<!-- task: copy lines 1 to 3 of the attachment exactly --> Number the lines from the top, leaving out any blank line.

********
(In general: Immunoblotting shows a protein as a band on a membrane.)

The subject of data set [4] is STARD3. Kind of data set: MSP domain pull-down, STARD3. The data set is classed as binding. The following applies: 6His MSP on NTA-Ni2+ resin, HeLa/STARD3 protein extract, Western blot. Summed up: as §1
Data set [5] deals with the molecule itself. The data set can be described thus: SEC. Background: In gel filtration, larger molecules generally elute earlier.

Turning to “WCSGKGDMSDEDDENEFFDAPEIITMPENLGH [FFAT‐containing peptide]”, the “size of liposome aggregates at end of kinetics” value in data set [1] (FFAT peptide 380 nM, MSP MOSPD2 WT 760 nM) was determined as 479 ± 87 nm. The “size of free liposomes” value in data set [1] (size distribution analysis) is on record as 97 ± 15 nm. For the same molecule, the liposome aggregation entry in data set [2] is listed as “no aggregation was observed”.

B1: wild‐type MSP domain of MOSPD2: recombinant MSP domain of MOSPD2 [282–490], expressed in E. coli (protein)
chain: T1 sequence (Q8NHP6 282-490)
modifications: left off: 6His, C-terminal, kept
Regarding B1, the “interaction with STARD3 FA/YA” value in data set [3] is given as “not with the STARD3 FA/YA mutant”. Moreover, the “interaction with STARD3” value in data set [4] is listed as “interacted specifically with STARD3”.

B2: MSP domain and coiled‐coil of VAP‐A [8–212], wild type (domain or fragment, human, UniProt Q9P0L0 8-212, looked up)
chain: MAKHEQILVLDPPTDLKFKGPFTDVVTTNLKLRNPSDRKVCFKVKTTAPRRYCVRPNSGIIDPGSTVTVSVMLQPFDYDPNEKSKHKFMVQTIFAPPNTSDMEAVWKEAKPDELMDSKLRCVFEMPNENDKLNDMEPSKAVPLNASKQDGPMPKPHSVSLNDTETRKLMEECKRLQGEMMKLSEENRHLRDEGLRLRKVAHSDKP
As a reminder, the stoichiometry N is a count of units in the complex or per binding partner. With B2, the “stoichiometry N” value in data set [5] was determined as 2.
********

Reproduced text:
(In general: Immunoblotting shows a protein as a band on a membrane.)

The subject of data set [4] is STARD3. Kind of data set: MSP domain pull-down, STARD3. The data set is classed as binding. The following applies: 6His MSP on NTA-Ni2+ resin, HeLa/STARD3 protein extract, Western blot. Summed up: as §1
Data set [5] deals with the molecule itself. The data set can be described thus: SEC. Background: In gel filtration, larger molecules generally elute earlier.